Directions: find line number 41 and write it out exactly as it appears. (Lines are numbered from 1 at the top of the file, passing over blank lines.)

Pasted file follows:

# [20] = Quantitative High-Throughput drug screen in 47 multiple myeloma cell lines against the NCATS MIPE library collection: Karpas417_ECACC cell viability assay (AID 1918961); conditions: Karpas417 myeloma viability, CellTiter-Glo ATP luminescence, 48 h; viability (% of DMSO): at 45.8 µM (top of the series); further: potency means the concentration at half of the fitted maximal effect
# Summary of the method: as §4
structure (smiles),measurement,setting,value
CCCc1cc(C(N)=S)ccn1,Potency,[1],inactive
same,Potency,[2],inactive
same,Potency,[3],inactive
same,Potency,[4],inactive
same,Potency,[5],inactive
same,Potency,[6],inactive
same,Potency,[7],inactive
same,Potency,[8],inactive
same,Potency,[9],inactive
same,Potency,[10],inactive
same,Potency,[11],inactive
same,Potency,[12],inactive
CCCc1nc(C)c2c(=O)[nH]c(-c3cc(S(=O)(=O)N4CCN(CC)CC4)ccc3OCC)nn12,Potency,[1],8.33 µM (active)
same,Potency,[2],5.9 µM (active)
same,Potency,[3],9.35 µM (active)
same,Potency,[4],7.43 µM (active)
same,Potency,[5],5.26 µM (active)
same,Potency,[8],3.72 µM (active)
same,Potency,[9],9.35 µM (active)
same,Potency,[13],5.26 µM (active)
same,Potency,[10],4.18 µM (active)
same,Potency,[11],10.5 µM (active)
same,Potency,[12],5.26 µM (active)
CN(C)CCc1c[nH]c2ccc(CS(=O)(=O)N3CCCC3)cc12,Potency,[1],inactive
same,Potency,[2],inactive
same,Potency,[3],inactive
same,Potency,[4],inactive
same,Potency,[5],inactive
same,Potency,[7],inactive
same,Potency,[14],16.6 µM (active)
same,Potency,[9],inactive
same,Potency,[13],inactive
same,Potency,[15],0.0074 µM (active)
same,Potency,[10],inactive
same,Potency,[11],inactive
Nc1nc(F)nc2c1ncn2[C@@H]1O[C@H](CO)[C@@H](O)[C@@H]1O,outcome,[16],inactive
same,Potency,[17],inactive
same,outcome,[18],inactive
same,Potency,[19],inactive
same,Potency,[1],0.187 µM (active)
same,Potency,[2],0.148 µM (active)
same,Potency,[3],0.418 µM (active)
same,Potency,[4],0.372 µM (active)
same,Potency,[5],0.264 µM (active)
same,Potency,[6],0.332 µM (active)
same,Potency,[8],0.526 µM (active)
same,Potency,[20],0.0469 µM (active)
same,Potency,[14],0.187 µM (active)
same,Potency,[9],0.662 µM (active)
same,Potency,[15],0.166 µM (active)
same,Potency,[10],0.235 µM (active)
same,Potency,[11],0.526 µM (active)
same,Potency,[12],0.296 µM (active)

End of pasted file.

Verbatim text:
same,outcome,[18],inactive